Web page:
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Ethnicity: what the census doesn't tell us

United Kingdom

Looking closer at the census. Photo: comedy_nose, under a CC License.

As the story goes, we are hurtling towards the anniversary of an important census, when Jesus’s family made its way to Bethlehem. Here in Britain, we have recently been analysing the results of our own 2011 survey – completed without most of us having to undertake an arduous journey (on donkey) back to our home towns.

Now the results are in, it’s fascinating to have statistics on the people that make up the country. Ethnicity has been getting a lot of attention in the press, but for the people being discussed the issue is more complicated than the graphs and headlines. People are lot more complex than tick boxes.

Although the 2011 census added a question on national identity, ethnic monitoring is still more about how a person self-identifies and how they are labelled and treated by society than where their families are from.

I have had countless conversations with curious strangers who ask me: ‘Where are you from?’ I would normally answer Cornwall, England or Britain. I often receive a sympathetic smile, or a mildly infuriated expression, and then a ‘yes, but where are you actually from?’ Short of producing a copy of my birth certificate, it can be hard to know how to reply.

The more accusatory their tone, the more they actually mean ‘why are you not white?’ After all, if I were, my initial reply would have been enough. So I explain that my dad was born in Jamaica, my mother in England.

The 2011 census results have been reported as evidence of ‘the changing face of Britain’, celebrating the harmony of the production of children like myself – the ‘Jessica Ennis generation’. There are now over a million people ticking the ‘mixed/multiple ethnic groups’ box.

But nowhere in the mixed section (which wasn’t even added until 2001) is ‘British’ mentioned, despite the presence of mixed-race people being almost as old as the country itself. We are told that immigrants and their descendants need to identify more closely with Britain, but even when they do it is not reflected in monitoring forms like the census. Many mixed-race people can follow multiple cultures and religions, speak multiple languages and support multiple teams in the World Cup and while still feeling British.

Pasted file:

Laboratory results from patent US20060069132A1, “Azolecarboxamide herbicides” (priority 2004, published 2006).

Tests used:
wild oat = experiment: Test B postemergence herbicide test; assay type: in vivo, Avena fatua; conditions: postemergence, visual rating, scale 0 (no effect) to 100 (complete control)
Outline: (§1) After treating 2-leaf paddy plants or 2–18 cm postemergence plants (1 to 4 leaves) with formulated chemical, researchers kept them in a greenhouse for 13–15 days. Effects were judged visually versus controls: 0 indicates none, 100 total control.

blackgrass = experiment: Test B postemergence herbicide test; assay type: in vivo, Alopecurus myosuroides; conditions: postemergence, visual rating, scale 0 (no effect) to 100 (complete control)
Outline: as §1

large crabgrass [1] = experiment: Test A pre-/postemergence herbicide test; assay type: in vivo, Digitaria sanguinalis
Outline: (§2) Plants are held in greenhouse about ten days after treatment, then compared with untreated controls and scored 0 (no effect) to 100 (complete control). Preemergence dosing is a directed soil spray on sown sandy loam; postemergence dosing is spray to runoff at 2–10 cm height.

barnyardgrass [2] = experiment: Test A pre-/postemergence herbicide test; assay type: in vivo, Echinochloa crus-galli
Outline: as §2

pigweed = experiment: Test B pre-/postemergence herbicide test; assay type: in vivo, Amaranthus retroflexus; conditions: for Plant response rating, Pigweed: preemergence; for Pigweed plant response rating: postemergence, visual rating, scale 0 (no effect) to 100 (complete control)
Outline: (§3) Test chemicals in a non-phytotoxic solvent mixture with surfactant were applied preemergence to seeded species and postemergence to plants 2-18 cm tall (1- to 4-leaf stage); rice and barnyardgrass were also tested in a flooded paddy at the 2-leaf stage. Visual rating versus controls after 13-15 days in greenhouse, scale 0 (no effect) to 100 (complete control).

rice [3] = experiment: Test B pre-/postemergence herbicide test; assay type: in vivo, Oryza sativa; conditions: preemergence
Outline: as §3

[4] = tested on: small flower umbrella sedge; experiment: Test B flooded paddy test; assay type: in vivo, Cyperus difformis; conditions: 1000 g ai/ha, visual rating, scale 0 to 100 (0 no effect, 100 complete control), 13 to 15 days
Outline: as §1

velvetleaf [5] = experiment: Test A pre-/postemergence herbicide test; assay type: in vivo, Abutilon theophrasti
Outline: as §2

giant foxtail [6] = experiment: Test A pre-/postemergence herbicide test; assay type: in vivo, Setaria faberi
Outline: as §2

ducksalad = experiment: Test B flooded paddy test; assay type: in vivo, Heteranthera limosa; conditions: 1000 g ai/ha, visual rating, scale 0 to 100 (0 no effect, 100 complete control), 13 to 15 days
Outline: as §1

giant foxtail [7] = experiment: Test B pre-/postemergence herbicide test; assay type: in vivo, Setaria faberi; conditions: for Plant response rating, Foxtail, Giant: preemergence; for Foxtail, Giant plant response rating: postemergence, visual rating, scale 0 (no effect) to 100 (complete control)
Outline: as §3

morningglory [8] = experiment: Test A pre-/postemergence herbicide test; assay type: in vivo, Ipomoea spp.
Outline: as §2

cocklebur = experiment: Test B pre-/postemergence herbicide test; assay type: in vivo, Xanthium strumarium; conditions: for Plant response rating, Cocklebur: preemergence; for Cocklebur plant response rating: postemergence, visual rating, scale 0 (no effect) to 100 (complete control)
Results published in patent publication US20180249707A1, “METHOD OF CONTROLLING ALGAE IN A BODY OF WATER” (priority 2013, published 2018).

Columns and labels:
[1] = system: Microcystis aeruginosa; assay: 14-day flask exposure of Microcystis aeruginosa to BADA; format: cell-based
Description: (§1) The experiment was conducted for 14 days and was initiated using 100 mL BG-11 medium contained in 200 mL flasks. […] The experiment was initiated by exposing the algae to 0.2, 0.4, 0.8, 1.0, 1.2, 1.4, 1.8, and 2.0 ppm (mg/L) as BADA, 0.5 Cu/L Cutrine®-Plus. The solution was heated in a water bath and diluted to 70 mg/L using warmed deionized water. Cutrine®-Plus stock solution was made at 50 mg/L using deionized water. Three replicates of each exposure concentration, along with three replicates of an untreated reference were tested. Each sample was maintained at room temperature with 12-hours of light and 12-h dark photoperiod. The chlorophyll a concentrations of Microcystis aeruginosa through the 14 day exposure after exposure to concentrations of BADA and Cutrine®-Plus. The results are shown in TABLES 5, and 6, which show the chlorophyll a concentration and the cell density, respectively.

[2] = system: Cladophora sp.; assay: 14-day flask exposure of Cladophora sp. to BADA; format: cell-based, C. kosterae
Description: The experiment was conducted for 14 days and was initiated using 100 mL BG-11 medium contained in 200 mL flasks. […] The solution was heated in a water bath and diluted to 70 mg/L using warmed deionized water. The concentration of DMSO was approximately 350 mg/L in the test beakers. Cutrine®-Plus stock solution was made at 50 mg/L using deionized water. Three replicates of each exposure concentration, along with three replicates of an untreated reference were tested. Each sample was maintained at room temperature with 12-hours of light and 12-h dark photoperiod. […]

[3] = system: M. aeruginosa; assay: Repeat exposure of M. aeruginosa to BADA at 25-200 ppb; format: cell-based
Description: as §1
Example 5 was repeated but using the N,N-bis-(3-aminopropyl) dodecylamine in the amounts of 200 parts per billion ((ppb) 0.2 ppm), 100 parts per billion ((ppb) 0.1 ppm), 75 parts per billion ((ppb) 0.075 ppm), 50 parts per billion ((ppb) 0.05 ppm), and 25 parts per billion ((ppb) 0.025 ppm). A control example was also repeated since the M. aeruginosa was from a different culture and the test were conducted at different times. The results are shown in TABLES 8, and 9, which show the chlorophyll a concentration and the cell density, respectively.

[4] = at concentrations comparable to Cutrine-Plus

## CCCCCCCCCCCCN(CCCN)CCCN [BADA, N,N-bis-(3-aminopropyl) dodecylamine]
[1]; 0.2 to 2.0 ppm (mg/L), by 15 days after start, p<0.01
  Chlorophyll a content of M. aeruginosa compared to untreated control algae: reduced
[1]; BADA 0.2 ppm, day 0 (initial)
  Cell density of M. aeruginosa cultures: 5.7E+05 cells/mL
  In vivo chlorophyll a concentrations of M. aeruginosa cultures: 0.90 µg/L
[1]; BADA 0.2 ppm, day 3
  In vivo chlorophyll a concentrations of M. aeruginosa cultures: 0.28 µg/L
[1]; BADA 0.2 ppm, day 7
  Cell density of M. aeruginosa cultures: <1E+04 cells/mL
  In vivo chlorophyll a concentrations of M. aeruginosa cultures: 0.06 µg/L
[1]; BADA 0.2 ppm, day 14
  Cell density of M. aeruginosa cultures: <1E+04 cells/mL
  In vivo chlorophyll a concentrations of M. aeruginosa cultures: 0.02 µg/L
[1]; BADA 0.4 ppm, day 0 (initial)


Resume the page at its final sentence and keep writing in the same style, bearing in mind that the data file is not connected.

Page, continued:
And the topic is bigger than that, especially given the wording of the other boxes, including ‘Asian/Asian British’ and ‘Black/African/Caribbean/Black British’. If both my parents were white, even if they were born elsewhere, I would find myself ticking the ‘white British’ box. As it is, I would feel just as happy ticking ‘Black British’ as ‘mixed’; after all, society and self-identity to do with histories and life experience means that to be non-white is usually taken to be ‘black’. But maybe ‘other ethnic group’ would be more accurate? With a note saying: ‘See attached family tree.’

We need to be careful how we use this data; it doesn’t mean the end of racism, either explicit or institutional. People like the Daily Mail’s Rick Dewsbury still exist. This summer in a rant about the ‘lefty’ Olympic opening ceremony, the journalist wrote, among other offensive things: ‘it is likely to be a challenge for the organizers to find an educated, white, middle-aged mother and black father living together with a happy family.’ The comments were hastily removed after a backlash, and Daily Mail racism is nothing new, but the fact they were published in the first place is sobering.

The way in which people responded to the census questions shows their social experience, as well as identity. This was highlighted by Dr Omar Khan of the Runnymede Trust think tank speaking to The Voice newspaper: ‘Black Caribbean-White and Black African-White people more likely to have outcomes similar to black people generally,’ he says. ‘Rather than viewing the “mixed” population as a single group with shared social experiences, we should rather focus on the continued salience of race, and how the racial background of parents affects the social outcomes of children.’

More than ever we need to read between the lines – and the tick boxes.

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